In Clinton’s impeachment that culminated from four years of Ken Starr’s investigation, we saw the overreach of our government involving federal investigators, the U.S. Congress, and an impeachment committee that pursued Bill Clinton’s definition of the word “is”. After years of attempts to hang the President on such matters as Whitewater and the death of Vince Foster, his impeachment rested on the President’s perjury about two fellatio protagonists and his attempt to not tell the American people about his sexual proclivities.
This massive use of state power to expose the President’s sex acts was seen by the American people as abusive in the end. Yet, I for one, had been lulled by the moral majority in the years leading up to President Clinton’s impeachment into a false reality that America had not slipped morally to the point where it was common place for young ladies to perform such acts as came to be known through Clinton’s trial as “non-sex”. I mistakenly believed that America was experiencing a thousand points of light even though an epidemic of “non-sex” Herpes cases were occurring amongst our young people at the same time of Bill Clinton’s impeachment.
It took the extraordinary spectacle of his impeachment to expose the social atmosphere of our nation. Not only were the nature of our President’s physical characteristics and sexual exploits embarrassingly exposed but so was the trend of our nation’s sexual culture. And shockingly, Larry Flint, Hustler Publisher, exposed the hypocrisy of sexual improprieties of Republicans that participated in his impeachment. Larry claimed to have exposing evidence of a dozen such cases. For instance, Bob Barr, who had run his congressional campaign on family values, was exposed for his cheating and abortion. Flint also uncovered Gingrich’s affair with Callista Bisek.
This whimsical, topsy turvy, and simultaneously extravagant spectacle of government excess turned over a slimy stone exposing the slithering underbelly of hypocrisy in Washington and the mirrored behavior of our populace they represented. We had projected through our government representation our expectations in Washington and then felt the sting of judgmentalism as their spectacle shined a light on our trending culture.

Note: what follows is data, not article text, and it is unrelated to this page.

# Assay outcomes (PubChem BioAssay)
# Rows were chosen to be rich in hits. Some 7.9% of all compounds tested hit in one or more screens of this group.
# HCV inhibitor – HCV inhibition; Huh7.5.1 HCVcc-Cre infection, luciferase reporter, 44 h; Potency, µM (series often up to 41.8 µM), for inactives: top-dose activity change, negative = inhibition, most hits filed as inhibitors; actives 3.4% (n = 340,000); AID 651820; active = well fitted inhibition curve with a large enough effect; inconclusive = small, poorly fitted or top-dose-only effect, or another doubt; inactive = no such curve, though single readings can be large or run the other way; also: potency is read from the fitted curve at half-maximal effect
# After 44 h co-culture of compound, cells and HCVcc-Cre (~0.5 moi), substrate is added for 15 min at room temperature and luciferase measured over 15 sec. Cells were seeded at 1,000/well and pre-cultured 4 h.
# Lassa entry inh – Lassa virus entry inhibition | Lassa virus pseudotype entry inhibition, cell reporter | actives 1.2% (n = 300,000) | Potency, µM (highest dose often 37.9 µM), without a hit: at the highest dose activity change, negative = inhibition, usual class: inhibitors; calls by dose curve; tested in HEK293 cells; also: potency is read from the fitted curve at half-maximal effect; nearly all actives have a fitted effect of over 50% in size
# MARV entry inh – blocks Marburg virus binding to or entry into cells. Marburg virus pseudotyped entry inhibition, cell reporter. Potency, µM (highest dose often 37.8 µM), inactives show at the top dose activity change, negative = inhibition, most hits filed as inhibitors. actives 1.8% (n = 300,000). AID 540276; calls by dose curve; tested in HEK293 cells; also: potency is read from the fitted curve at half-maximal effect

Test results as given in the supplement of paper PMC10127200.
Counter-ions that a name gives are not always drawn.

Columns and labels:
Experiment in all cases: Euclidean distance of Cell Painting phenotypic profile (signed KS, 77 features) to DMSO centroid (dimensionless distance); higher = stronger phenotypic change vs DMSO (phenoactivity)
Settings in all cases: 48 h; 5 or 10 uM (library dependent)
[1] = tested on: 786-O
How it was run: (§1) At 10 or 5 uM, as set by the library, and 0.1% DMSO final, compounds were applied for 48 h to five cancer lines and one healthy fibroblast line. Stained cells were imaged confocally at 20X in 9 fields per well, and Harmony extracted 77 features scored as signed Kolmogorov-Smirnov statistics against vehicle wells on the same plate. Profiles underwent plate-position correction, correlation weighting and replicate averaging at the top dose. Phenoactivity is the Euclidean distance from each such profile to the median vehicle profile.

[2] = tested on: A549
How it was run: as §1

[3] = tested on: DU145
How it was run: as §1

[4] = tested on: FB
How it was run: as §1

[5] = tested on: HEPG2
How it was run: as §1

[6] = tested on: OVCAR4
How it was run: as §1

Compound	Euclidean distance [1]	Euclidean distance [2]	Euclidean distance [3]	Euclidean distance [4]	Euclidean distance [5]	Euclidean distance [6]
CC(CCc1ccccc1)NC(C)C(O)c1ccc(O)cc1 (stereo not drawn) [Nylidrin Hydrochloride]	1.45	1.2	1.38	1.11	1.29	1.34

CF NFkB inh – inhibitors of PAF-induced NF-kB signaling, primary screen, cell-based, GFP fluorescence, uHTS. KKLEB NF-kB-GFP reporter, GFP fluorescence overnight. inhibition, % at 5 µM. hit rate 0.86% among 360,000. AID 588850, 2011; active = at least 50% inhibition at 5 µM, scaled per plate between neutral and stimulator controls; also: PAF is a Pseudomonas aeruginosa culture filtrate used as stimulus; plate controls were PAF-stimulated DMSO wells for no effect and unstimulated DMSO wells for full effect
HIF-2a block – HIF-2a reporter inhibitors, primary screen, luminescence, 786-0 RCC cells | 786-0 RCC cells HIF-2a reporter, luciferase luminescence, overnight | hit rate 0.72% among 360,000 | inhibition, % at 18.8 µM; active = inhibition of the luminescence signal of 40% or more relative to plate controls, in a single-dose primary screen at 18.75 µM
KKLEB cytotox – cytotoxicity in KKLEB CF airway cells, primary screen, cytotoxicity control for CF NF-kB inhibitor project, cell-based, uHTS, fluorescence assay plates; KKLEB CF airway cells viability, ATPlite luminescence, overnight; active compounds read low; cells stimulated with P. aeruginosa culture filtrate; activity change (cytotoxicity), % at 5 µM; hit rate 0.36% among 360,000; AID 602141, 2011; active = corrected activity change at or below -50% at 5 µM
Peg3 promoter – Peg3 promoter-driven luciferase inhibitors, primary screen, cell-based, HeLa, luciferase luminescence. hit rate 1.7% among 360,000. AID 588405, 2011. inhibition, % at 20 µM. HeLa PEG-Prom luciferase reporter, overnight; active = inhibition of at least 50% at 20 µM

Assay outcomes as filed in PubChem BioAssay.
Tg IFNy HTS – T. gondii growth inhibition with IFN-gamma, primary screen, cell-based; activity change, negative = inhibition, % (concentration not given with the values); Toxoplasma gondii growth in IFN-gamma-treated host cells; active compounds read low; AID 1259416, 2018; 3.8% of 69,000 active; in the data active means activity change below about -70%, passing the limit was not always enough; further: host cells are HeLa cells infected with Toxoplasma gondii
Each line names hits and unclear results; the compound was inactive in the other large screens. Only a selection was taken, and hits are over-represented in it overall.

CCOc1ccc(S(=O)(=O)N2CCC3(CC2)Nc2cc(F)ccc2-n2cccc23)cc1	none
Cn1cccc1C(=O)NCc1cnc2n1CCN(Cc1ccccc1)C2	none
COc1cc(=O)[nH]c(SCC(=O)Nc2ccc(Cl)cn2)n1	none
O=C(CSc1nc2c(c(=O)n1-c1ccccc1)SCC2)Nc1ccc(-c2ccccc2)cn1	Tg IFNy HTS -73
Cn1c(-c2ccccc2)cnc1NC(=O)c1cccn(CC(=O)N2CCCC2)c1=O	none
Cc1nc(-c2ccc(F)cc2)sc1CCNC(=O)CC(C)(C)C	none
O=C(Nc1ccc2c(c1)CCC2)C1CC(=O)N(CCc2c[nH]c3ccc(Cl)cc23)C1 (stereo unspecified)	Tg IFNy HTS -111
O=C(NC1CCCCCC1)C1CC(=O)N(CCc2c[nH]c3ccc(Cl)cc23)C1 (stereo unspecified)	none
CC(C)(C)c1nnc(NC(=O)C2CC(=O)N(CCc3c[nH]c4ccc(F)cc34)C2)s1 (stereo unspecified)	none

Now we once again have been exposed in New York, Oakland and elsewhere as the roots of excessive governmental overreach have broken the surface of our collective consciousness. We watched in horror as our police power struck down peaceful, sitting, interlocking arms of protest with overreaching sprays of pepper into their yet idealized faces. This act perhaps marked the beginnings of a shift in understanding of our culture’s police trend and of its mirrored excesses in Washington.
Our response to 9/11 was to let the pendulum of justice swing wildly toward the restriction of liberty in the name of security. Left unchecked, our police powers have grown like weeds underneath the tarp of Homeland Security into an intertwining local, State and Federal complex supported by our Congress that is entangling our society in a future of perpetual terroristic defensive war. Occupy Wall Street is the fluky exposure of this societal trend just as Linda Tripp’s secret audio tapes of Monica Lewinsky crying about being moved by Clintonites away from the White House to protect the President became the fluky exposure of our nation’s sexual social trends in the 1990s.
Occupy Wall Street just happened to shock America into the notion that our nation has become much more of a police state than we ever imagined. S. 1867, the bill that allows American citizens that are suspected as terrorists to be locked up indefinitely without trial is just another data point in the now emerging reality of our acceptance of such servitude.